1. The airlines might be meticulous about a total size of 300cm for the luggage piece (width+height+deep). To avoid this I pushed the front boom a few centimetres inside. The Azub painting isn’t strong and it left marks when I put the boom back into place. Measure the extension before moving the boom. For future flights, I will not do this as they don’t seem to check.
  2. Unscrew pedals and re-attach inwards. Attach one pedal to the boom on top with cable binders to make sure it does not rotate.
  3. Unscrew lamp (putting screw back into the hole) and protect/attach with cling film to the frame.
  4. Protect the crankset with strong layers of cardboard or Styrofoam and attach well with cling film and protect with bubble wrap. Make sure the lamp and pedals are also protected with card board and bubble wrap.
  5. Remove the seat and the seatpad, wrap in cling film or put them in separate plastic bags. Protect the metal parts that protrude on the back of the seat with cardboard or Styrofoam.
  6. Use some cable binders and rope to attach the front wheel to the fork and frame so that it does not rotate or turn to the sides.
  7. Attach the flag to the frame with packaging tape/cling film.
  8. On the first flight, I put one pannier with the sleeping bag and mattress below the frame, between the wheels, attached with rope and cling film. It removes the place for the handlers to hold the bicycle in the middle, but also protected the bike.
  9. Detach the handlebar (USS in my case), putting back the screws so you don’t lose them. Pass the bar to the left side of the bike and put it around the frame. Attach to the frame with some cable binder or string so it stays firm. Wrap well with cling film assuring no cables, bell, brake levers protrude to the outside (if necessary unscrew them a bit).

    The Azub handlebar fits nicely around the frame.
  10. Attach the seat to the right side of the bicycle, around the front wheel and fork with some rope. Do the same with the seatpad on the left side. Use cling film and packaging tape to attach the whole together with the bike.
  11. Deflate the tyres a bit (just a minimum, so it is safe and there will be not much work to inflate them back on arrival)
  12. Put cling film around the luggage racks, the rear mudguard, and tires. Now I would have put also some cardboard protection above the rear luggage rack, as it got quite scratched (on the flight back) and the bubble wrap was open (on the first flight).
  13. Protect the whole bike with bubble wrap and packaging tape so it is compact.
  14. Make a nice hole for holding the bike between the rear of the frame and the wheel, well protected with packaging tape, to help holding the bicycle.
  15. The packed recumbent bicycle measured now 180 x 88 x 25 cm.
The wrapped Azub Six before going into the plane in Puerto Montt.
Both wrapped bikes ready for the first trip.

On the return journey, we wrapped the bikes more tightly with tape and left out more space to grab onto the main frame of the bikes.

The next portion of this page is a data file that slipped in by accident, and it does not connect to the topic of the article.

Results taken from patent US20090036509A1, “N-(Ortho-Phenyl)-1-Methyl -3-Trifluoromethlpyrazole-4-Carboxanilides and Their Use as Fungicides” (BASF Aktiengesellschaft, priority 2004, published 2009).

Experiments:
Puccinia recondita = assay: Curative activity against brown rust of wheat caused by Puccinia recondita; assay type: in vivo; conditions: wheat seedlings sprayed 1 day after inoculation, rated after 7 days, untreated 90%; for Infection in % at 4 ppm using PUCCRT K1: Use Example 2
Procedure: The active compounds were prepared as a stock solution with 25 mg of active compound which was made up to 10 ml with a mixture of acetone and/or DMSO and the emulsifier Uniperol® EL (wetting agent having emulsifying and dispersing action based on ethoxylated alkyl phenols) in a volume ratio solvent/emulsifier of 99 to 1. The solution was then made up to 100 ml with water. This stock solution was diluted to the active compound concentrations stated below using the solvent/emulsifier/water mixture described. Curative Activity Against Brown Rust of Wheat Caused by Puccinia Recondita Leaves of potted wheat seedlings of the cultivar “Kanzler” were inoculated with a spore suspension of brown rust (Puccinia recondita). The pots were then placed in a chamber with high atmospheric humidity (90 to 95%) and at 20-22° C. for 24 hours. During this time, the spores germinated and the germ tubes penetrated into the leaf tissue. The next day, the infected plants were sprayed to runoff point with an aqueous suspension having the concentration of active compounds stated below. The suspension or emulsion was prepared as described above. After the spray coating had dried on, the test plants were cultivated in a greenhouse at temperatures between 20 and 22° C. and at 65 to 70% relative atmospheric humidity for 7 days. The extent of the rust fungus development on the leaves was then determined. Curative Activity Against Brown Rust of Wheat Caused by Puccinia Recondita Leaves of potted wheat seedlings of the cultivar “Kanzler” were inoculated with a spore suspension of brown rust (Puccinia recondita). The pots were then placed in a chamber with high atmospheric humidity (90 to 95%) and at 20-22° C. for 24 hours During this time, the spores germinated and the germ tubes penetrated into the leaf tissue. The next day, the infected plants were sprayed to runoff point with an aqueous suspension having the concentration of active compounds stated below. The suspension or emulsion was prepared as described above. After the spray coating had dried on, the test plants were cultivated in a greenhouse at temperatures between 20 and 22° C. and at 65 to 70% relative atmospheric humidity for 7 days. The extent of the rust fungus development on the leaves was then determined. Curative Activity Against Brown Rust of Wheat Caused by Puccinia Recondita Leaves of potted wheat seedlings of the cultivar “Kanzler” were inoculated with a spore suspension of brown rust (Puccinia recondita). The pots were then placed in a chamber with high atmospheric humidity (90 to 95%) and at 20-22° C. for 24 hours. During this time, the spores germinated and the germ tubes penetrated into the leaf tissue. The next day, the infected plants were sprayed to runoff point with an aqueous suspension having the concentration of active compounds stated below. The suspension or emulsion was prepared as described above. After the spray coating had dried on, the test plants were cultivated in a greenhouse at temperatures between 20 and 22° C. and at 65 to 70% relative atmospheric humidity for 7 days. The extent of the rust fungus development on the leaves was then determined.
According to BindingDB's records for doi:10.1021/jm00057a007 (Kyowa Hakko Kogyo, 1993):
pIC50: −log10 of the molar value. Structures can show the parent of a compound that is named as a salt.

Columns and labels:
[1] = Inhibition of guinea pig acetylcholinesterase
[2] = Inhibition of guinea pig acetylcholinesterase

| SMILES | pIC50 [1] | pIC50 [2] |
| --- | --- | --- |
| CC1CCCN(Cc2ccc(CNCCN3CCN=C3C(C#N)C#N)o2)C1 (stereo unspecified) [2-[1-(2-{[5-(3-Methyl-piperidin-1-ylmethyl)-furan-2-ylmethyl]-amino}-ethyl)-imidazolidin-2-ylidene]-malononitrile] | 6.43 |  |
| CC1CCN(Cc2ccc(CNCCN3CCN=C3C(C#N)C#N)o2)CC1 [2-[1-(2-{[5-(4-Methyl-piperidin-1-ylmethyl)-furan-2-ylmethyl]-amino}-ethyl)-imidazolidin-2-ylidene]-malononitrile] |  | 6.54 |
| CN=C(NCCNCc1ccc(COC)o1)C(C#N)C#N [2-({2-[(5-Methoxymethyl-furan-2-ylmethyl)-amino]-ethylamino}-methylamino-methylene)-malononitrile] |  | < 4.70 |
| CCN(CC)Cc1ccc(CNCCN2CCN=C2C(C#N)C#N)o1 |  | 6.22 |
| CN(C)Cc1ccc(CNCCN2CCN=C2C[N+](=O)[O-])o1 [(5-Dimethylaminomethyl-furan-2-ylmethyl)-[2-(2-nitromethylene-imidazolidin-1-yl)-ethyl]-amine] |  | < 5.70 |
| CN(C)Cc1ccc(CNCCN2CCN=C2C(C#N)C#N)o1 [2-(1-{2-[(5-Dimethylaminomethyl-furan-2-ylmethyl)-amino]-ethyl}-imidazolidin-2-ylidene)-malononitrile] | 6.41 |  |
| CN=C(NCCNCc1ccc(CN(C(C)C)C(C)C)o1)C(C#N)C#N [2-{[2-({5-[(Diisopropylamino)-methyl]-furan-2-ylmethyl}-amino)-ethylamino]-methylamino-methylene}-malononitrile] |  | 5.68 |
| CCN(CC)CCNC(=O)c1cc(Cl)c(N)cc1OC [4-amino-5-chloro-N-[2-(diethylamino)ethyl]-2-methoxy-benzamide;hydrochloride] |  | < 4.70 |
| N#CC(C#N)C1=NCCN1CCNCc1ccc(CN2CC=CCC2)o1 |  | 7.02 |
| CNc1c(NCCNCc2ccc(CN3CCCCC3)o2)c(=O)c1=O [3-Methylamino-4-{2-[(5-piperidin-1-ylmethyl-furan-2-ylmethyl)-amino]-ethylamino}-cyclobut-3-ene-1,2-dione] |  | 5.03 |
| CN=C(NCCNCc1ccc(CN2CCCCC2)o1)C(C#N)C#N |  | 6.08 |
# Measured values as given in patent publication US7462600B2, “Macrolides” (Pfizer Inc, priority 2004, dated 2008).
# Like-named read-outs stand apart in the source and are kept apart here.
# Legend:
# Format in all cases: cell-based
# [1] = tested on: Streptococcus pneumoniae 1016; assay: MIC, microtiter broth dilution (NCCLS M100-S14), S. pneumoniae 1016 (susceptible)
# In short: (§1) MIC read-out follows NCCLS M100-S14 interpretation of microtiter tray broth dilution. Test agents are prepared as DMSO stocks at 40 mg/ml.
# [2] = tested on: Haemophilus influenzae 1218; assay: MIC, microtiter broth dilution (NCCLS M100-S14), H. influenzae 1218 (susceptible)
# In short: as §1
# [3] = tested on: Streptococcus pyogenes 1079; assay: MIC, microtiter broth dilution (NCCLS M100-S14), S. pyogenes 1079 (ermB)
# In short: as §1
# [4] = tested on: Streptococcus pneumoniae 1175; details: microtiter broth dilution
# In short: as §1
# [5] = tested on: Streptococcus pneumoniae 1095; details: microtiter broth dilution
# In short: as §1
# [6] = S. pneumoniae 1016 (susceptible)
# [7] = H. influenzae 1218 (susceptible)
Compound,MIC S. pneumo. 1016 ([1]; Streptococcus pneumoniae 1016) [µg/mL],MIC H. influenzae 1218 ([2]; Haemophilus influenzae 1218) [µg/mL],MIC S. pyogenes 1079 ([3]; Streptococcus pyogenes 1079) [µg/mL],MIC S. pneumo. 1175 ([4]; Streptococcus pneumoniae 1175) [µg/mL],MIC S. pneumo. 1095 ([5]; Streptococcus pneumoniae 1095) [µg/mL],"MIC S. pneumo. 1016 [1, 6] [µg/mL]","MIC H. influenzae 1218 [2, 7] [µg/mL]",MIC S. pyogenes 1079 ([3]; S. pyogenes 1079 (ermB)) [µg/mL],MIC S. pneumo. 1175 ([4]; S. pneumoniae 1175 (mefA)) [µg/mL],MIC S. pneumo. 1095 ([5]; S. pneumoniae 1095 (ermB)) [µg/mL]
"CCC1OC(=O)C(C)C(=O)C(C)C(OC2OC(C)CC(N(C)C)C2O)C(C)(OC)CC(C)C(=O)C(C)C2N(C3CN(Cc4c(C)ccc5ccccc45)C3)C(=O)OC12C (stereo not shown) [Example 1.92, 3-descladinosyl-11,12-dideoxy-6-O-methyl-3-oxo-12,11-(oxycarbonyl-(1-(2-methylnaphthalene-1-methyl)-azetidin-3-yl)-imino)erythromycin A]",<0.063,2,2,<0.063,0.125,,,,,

In Lisbon both packed bicycles fit inside a Nissan Qashqai, only with the driver.

In Puerto Montt they went in the back of a pick-up, well attached with elastic strings.

How it turned out

Our packing method worked well as our bikes didn’t get any significant damage. The bubble wrap got ripped in a few places, so we were happy to have a roll of tape on hand during our stopover in Rio (where we had to get the luggage and check it in again).

Both bikes got several scratches on the frame and luggage rack, especially the Azub on the return flight. It seemed to have been dragged on the floor as the bubble wrap was ripped in those places. On the Streetmachine, the outer part of the chainring protection got bent on both flights despite the cardboard protection (fortunately it’s easy to bend back in place with pliers).

We could observe our bikes being loaded into the airplane on two occasions (in Lisbon and Puerto Montt). The luggage handlers seemed to recognize them immediately as bicycles and seemed to try to treat them reasonably well, although we can’t say that the handling was gentle… The bikes are quite heavy and not easy to carry by one person alone, the packages weighed 24 and 25 kg on the first flight, and around 20 kg on the return flight (the weight difference is a bit weird as not completely accounted for by the bags we added the first time – we think that the weighing was less accurate on the return). We saw the Streetmachine getting dropped on the floor, and when going up inside the plane on the automatic belt the bikes bumped against the metal railing. Of course, we don’t know what happened once they were inside the plane, but they probably got squeezed between other luggage.

Recumbents being transported on top of the other luggage at Lisbon airport.

Big pieces of luggage easily bump against the yellow metal railing.
When the bicycles arrived to Rio de Janeiro, some of the bubble wrap was torn.

Our conclusion

All in all, we were happy with our packing method. We were not so happy with the scratches, especially on the return flight, but were glad that there was no damage influencing the bikes’ function. Maybe some of the scratches could have been avoided by wrapping the main frame in cling film first. Would the bikes have been treated more gently if they had been “naked”? Who knows. On a next trip, we would probably be inclined to protect the frames a bit more.

7 thoughts on “Flying with recumbent bicycles

  1. I wouldn’t pack my bike this way again due to my experience flying to America and finding out the handlebar stem was broken due to being handled badly at Heathrow by baggage handlers and in front of me no less! Next time I will but a box they weigh 11 pounds and my bike weighs 33 so that’s well within the 50 pounds weight limit.

  2. You left the derailleur in place and it wasn’t a problem? Everything I’ve read elsewhere says to remove the derailleur hanger when flying but that seems a bit complicated, so if it’s safe not to then I’d rather leave it on.

    1. Hi, our bikes don’t have derailleurs as we have Rohloff gears, which only has a chain tensioner, which we left in place, protecting it with some folded cardboard.

  3. I have traveled with recumbents many times, but the last time was about 10 years ago. We always left the derailleur on, but protected things with plastic water bottles. In the past we just bubble wrapped the bikes, even leaving the seats on, but I think airlines have gotten more picky about how they will accept bikes.

Leave a Reply

Your email address will not be published.